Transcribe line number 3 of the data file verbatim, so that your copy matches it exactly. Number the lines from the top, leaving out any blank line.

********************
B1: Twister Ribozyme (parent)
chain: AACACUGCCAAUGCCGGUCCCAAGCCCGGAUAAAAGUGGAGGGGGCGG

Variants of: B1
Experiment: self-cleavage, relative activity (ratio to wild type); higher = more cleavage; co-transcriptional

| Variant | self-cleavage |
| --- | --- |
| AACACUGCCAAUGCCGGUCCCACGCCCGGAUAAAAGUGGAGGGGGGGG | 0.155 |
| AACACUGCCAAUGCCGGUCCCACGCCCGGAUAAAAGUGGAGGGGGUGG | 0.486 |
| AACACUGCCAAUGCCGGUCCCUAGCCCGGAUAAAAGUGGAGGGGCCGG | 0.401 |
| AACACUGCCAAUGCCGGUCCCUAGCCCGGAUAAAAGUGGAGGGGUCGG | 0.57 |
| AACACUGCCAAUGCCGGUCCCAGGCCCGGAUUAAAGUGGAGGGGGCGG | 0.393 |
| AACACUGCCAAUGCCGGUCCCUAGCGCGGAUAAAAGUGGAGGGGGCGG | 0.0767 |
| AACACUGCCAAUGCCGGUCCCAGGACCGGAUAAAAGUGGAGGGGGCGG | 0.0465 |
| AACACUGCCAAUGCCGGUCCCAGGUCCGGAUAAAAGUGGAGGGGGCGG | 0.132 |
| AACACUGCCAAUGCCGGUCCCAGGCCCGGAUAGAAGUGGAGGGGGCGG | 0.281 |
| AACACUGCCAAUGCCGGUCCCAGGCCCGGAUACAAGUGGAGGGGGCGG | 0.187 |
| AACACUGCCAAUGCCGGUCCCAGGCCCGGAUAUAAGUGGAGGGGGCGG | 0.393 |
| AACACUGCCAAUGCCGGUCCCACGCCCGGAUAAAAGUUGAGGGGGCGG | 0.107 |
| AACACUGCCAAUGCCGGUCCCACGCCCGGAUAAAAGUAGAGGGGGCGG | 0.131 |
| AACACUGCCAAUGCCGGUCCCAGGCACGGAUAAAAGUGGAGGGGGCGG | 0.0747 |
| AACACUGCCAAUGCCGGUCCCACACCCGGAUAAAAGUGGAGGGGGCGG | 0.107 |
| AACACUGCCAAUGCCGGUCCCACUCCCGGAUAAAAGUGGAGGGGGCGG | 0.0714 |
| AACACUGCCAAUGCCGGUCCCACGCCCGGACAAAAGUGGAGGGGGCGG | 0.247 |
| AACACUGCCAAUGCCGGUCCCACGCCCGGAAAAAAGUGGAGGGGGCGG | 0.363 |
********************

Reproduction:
Variants of: B1